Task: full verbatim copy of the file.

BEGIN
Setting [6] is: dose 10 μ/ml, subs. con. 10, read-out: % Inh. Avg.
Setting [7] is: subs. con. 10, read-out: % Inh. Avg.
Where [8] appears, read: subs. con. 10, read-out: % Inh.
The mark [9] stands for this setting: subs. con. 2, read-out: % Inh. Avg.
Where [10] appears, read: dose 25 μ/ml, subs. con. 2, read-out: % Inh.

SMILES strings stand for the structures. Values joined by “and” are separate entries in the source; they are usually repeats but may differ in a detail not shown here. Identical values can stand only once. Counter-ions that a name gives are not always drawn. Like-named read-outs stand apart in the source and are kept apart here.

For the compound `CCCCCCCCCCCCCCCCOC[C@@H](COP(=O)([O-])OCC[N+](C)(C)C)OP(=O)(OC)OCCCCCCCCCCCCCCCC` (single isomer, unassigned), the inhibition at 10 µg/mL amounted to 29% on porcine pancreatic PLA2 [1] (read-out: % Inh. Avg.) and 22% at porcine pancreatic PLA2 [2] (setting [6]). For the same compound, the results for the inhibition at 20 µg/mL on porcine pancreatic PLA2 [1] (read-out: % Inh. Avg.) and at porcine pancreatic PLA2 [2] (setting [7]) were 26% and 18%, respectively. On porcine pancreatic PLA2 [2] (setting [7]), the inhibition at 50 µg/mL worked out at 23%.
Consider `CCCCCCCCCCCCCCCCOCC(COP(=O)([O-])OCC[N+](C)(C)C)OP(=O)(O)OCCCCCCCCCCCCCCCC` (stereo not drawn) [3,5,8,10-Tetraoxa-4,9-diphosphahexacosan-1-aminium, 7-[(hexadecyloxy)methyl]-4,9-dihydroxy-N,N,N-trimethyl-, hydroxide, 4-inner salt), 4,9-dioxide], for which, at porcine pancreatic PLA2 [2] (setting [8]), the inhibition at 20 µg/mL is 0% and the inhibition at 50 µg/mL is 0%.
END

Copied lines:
Setting [6] is: dose 10 μ/ml, subs. con. 10, read-out: % Inh. Avg.
Setting [7] is: subs. con. 10, read-out: % Inh. Avg.
Where [8] appears, read: subs. con. 10, read-out: % Inh.
The mark [9] stands for this setting: subs. con. 2, read-out: % Inh. Avg.
Where [10] appears, read: dose 25 μ/ml, subs. con. 2, read-out: % Inh.

SMILES strings stand for the structures. Values joined by “and” are separate entries in the source; they are usually repeats but may differ in a detail not shown here. Identical values can stand only once. Counter-ions that a name gives are not always drawn. Like-named read-outs stand apart in the source and are kept apart here.

For the compound `CCCCCCCCCCCCCCCCOC[C@@H](COP(=O)([O-])OCC[N+](C)(C)C)OP(=O)(OC)OCCCCCCCCCCCCCCCC` (single isomer, unassigned), the inhibition at 10 µg/mL amounted to 29% on porcine pancreatic PLA2 [1] (read-out: % Inh. Avg.) and 22% at porcine pancreatic PLA2 [2] (setting [6]). For the same compound, the results for the inhibition at 20 µg/mL on porcine pancreatic PLA2 [1] (read-out: % Inh. Avg.) and at porcine pancreatic PLA2 [2] (setting [7]) were 26% and 18%, respectively. On porcine pancreatic PLA2 [2] (setting [7]), the inhibition at 50 µg/mL worked out at 23%.
Consider `CCCCCCCCCCCCCCCCOCC(COP(=O)([O-])OCC[N+](C)(C)C)OP(=O)(O)OCCCCCCCCCCCCCCCC` (stereo not drawn) [3,5,8,10-Tetraoxa-4,9-diphosphahexacosan-1-aminium, 7-[(hexadecyloxy)methyl]-4,9-dihydroxy-N,N,N-trimethyl-, hydroxide, 4-inner salt), 4,9-dioxide], for which, at porcine pancreatic PLA2 [2] (setting [8]), the inhibition at 20 µg/mL is 0% and the inhibition at 50 µg/mL is 0%.